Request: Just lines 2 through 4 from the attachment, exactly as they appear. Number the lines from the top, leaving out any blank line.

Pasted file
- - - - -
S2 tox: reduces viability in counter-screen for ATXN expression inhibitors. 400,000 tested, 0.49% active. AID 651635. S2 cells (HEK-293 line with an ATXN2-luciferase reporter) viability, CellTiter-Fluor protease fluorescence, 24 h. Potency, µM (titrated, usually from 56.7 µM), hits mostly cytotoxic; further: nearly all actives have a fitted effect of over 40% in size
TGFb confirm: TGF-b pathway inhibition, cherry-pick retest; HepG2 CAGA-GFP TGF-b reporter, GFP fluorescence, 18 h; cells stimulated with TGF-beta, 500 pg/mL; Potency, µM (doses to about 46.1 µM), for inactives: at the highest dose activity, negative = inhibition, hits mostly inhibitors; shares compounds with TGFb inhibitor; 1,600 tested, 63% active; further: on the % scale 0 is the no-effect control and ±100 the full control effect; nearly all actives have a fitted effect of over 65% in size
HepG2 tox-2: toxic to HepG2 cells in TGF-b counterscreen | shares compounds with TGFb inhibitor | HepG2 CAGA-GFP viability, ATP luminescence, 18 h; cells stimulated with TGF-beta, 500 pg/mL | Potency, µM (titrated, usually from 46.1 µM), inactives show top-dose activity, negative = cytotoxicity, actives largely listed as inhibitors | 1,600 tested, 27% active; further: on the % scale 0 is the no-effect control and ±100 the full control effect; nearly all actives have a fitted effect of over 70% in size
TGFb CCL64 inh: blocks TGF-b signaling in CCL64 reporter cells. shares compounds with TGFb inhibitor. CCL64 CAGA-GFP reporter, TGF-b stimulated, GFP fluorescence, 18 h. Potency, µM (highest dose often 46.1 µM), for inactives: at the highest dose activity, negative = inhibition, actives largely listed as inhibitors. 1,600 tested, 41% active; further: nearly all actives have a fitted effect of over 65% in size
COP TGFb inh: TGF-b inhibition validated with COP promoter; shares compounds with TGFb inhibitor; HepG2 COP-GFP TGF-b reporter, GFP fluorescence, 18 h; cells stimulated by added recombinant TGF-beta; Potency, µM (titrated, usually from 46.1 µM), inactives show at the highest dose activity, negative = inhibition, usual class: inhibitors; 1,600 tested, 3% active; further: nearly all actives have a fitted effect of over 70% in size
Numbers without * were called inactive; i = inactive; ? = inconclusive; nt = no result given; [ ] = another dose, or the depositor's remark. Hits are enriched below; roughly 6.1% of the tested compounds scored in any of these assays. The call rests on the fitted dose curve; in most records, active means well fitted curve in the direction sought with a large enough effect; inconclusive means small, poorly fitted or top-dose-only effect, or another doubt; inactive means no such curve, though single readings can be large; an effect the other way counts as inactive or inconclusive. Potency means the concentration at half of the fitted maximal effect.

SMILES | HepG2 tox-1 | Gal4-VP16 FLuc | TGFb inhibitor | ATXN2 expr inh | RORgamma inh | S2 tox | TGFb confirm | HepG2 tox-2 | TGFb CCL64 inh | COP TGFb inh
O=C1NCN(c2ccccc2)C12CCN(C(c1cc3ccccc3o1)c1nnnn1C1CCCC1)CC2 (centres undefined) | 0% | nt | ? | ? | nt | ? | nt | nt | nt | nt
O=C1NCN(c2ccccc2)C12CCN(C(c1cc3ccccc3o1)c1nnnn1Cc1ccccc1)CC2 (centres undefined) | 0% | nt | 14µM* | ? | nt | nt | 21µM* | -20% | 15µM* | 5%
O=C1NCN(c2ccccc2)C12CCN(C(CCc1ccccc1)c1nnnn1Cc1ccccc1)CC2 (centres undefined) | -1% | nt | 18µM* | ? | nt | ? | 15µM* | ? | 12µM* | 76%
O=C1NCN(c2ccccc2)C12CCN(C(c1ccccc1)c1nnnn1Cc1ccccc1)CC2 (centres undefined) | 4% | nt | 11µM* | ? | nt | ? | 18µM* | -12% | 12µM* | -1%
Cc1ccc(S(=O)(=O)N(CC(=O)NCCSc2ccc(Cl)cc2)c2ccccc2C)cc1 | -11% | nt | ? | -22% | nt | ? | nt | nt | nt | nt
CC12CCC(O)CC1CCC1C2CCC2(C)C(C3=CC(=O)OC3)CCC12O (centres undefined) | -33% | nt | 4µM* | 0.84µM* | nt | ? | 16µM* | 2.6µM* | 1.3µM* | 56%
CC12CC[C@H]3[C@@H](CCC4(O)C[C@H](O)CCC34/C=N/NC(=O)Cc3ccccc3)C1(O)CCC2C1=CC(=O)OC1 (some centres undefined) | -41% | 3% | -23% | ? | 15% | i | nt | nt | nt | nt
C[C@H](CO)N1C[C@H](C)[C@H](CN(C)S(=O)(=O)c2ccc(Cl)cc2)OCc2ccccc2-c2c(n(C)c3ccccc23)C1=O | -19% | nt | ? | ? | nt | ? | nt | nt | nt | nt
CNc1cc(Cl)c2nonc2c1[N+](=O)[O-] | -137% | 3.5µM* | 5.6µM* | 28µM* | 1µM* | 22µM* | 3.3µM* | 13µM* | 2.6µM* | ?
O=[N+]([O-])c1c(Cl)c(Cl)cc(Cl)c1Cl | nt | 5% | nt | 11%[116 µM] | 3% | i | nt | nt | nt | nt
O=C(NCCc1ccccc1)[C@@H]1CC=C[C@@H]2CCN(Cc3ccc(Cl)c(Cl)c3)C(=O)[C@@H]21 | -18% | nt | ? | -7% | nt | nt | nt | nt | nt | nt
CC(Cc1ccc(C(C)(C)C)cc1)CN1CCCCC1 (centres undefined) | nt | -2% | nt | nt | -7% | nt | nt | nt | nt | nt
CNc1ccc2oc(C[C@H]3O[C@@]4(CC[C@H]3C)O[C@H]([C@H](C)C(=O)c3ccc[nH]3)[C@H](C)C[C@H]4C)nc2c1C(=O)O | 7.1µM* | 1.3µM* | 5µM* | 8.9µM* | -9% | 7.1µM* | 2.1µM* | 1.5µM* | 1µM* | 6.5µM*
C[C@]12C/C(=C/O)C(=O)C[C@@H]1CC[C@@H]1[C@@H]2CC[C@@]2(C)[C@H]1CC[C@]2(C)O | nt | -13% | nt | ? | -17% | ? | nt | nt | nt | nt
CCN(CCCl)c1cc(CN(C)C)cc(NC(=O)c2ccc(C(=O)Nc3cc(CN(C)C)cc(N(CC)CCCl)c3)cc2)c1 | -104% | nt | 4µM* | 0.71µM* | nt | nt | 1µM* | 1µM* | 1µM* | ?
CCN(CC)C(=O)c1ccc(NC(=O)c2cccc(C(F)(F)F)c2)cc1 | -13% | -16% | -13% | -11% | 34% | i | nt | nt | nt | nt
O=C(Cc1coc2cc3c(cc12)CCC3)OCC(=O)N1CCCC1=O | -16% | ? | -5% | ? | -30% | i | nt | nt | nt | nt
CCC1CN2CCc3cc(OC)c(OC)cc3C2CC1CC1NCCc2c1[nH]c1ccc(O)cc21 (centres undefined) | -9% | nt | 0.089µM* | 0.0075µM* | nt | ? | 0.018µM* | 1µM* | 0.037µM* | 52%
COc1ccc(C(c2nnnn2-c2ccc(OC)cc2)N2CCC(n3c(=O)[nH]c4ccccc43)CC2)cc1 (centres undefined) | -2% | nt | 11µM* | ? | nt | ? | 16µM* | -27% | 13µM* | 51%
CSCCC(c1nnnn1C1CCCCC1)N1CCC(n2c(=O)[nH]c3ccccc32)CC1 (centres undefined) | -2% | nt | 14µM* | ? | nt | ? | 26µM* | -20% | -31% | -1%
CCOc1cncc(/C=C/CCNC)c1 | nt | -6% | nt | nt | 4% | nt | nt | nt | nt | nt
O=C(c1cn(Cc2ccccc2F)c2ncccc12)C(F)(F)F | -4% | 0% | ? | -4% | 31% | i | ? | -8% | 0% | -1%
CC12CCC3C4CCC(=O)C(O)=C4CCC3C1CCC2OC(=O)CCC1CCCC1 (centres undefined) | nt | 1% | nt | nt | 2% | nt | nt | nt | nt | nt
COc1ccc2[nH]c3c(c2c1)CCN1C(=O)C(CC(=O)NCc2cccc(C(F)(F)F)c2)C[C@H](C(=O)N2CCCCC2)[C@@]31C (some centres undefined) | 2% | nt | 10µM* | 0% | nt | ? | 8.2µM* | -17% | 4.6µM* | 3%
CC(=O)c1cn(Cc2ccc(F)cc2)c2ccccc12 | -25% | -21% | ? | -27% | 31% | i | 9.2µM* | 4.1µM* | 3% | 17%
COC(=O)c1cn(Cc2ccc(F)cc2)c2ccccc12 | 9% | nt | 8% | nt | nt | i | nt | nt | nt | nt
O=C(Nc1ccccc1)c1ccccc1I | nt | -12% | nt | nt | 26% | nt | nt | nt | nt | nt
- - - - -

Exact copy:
TGFb confirm: TGF-b pathway inhibition, cherry-pick retest; HepG2 CAGA-GFP TGF-b reporter, GFP fluorescence, 18 h; cells stimulated with TGF-beta, 500 pg/mL; Potency, µM (doses to about 46.1 µM), for inactives: at the highest dose activity, negative = inhibition, hits mostly inhibitors; shares compounds with TGFb inhibitor; 1,600 tested, 63% active; further: on the % scale 0 is the no-effect control and ±100 the full control effect; nearly all actives have a fitted effect of over 65% in size
HepG2 tox-2: toxic to HepG2 cells in TGF-b counterscreen | shares compounds with TGFb inhibitor | HepG2 CAGA-GFP viability, ATP luminescence, 18 h; cells stimulated with TGF-beta, 500 pg/mL | Potency, µM (titrated, usually from 46.1 µM), inactives show top-dose activity, negative = cytotoxicity, actives largely listed as inhibitors | 1,600 tested, 27% active; further: on the % scale 0 is the no-effect control and ±100 the full control effect; nearly all actives have a fitted effect of over 70% in size
TGFb CCL64 inh: blocks TGF-b signaling in CCL64 reporter cells. shares compounds with TGFb inhibitor. CCL64 CAGA-GFP reporter, TGF-b stimulated, GFP fluorescence, 18 h. Potency, µM (highest dose often 46.1 µM), for inactives: at the highest dose activity, negative = inhibition, actives largely listed as inhibitors. 1,600 tested, 41% active; further: nearly all actives have a fitted effect of over 65% in size